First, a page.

1. Not all recycling facilities can recycle every type of plastics – as yet anyway. Unfortunately, there are a lot of people who assume that they can, without checking what their local council actually collects. Plastic bags, food trays and plastic film can be recycled (in many cases) but they need specific recycling arrangements. If you’re unsure, it is easy to check on your local council’s website, and if they don’t collect it, don’t simply add it to your household waste. Many supermarkets have collection facilities for these types of plastics, so you can easily drop it off when you’re doing your weekly shop.


  1. Although in many cases, food trays can be recycled – even through kerb-side collection – if they are dirty, they can’t be. Since food that is left on the plastic trays will start to mould, it contaminates the plastic – and only clean plastic is recyclable. That means that if you’re adding plastic to your household recycling, you need to wash it before you put it in there.


  1. Single use plastic cutlery and tableware isn’t recyclable. If you’re holding a family get-together, or an event where there are a lot of people to be in attendance, it can be tempting to just use disposable to save on the clear up. And while we understand that; it is really bad for the environment. If you can’t arrange for washing up to be done and you have to rely on single use, look for biodegradable or composable options made from wood, bamboo or palm leaf – they can usually be found for just a few pounds.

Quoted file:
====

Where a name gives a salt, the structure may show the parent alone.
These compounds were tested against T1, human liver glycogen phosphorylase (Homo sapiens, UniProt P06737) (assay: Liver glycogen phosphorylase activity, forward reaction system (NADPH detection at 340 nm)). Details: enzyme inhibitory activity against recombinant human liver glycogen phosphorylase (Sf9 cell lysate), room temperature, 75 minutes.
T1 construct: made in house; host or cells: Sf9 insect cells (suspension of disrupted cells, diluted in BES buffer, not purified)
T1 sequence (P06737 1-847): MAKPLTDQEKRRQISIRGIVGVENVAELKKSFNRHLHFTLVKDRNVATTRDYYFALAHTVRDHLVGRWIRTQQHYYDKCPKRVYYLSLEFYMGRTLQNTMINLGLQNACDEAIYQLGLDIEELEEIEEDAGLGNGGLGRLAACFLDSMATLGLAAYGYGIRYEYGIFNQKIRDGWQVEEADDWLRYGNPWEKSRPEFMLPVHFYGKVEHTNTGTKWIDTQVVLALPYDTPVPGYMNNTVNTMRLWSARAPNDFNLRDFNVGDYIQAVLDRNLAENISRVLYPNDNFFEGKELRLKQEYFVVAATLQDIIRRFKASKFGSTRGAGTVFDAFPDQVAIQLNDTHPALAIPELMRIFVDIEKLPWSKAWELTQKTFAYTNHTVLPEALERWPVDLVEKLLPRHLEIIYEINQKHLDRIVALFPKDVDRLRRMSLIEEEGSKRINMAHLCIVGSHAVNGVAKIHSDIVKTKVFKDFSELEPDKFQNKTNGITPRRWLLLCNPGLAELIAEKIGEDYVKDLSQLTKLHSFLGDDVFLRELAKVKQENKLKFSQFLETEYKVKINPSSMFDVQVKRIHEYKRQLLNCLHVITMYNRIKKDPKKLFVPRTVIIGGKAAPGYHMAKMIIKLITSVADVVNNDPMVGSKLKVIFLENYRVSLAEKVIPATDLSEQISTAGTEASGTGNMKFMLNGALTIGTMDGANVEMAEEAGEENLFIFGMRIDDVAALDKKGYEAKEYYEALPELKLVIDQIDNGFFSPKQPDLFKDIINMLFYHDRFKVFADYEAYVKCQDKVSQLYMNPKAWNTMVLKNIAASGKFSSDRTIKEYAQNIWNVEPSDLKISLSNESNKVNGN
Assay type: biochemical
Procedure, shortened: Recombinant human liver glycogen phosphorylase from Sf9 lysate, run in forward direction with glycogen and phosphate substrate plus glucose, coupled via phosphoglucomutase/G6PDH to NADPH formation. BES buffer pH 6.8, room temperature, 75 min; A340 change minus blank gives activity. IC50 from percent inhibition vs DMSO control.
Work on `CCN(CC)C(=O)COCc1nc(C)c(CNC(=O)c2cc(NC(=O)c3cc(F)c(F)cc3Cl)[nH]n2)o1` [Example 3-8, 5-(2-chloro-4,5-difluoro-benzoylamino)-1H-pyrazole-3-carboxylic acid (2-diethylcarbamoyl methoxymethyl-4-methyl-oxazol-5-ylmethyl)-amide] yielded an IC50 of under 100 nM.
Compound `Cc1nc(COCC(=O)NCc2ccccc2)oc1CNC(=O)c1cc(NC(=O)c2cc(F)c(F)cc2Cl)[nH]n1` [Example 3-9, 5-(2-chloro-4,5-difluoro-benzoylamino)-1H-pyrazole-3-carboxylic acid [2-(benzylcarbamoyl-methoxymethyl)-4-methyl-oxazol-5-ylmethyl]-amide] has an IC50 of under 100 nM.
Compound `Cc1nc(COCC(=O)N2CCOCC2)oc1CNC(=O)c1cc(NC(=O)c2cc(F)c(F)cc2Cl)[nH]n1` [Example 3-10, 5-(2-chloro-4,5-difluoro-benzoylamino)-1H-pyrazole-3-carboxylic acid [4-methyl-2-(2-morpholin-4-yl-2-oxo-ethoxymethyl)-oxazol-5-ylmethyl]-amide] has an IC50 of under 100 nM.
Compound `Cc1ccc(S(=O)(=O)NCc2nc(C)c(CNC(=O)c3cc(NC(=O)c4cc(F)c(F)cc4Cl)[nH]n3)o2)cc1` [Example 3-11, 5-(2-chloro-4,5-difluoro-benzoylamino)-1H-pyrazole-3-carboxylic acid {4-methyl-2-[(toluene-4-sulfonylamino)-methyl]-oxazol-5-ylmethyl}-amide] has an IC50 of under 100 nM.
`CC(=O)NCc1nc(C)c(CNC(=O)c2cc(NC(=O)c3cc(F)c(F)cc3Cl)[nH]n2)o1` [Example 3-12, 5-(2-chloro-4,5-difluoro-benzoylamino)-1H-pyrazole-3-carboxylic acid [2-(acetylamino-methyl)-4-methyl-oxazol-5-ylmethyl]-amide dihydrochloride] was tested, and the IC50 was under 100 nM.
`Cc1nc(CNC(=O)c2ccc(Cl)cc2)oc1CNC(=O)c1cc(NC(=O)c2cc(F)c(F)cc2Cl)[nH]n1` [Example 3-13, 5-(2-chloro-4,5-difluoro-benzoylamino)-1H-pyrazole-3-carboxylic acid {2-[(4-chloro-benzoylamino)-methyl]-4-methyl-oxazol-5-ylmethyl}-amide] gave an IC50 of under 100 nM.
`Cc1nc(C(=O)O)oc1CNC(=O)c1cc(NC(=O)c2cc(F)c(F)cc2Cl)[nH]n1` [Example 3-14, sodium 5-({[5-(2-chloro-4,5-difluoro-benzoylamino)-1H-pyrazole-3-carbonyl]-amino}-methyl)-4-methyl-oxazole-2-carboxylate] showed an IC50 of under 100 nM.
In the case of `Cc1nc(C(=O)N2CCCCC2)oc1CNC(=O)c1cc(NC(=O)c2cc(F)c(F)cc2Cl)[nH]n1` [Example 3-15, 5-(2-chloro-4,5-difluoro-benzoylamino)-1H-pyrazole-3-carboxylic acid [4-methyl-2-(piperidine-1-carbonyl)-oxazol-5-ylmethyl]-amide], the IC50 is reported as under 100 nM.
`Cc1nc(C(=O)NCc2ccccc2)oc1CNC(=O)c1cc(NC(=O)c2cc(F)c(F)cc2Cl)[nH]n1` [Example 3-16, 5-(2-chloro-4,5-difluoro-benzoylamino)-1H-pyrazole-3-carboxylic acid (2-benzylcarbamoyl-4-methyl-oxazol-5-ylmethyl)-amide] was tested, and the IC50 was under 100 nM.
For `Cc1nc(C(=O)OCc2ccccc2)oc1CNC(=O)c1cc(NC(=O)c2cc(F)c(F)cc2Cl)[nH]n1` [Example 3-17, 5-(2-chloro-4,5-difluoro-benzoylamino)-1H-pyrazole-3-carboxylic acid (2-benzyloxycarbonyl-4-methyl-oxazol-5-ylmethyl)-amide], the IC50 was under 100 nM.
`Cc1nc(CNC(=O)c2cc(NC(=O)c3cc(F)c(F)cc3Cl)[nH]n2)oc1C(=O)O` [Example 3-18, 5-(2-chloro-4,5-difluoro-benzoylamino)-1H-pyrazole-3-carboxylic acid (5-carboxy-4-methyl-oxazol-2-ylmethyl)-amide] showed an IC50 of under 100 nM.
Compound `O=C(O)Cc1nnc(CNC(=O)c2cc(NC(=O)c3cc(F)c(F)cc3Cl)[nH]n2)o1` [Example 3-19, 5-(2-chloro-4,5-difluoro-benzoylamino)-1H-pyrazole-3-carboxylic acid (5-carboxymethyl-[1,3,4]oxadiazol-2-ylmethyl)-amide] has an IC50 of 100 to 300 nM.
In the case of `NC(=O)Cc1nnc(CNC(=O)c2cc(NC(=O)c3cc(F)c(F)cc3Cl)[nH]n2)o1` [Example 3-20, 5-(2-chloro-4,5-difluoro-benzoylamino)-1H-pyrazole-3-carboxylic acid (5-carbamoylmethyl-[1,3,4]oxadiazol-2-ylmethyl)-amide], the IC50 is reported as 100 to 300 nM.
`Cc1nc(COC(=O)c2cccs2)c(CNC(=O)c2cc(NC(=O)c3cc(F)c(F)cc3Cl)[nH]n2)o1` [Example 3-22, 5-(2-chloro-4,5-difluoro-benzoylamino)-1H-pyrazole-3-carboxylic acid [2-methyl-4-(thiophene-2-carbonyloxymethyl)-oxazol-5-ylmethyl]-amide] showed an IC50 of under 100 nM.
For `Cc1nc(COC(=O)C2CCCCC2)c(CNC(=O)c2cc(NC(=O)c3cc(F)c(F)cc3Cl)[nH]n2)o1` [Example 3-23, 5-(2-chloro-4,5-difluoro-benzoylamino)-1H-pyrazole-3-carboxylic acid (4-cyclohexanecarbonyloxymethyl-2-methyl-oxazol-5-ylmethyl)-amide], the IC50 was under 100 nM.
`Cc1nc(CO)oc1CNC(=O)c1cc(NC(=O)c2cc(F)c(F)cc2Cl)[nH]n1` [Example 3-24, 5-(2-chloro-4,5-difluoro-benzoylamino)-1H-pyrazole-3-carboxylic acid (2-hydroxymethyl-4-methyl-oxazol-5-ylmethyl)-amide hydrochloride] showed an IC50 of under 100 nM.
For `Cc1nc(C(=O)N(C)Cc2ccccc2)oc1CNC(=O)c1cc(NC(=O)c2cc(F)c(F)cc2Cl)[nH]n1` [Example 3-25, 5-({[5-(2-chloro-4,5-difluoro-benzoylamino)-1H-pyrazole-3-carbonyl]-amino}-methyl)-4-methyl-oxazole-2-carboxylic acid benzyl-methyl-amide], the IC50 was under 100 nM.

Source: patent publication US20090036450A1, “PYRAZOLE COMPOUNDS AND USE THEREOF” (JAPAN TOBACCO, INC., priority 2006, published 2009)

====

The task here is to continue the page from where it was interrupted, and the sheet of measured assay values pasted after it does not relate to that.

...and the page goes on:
1. Many so-called ‘developed’ richer countries have been dealing with their plastic waste by sending it to poorer countries. Rather than them recycling them – because they simply don’t have the money to build the processing plants required to deal with waste in such volumes – the plastic is added to landfills in those countries. This keeps the countries bound in poverty, as those countries simply become garbage cans – and since plastic takes thousands of years to decompose, it isn’t an easy thing to get out of.


  1. Plastic waste impacts poorer people in a much bigger way than just filling their landfills and choking the seas. Air pollution released during plastic production increases cancer rates, which has been observed along the Mississippi River in Louisiana.

    50 Things You Didn’t Know About Plastic (and Recycling) | SR Mailing Ltd


    The Wonder Of Plastic Innovation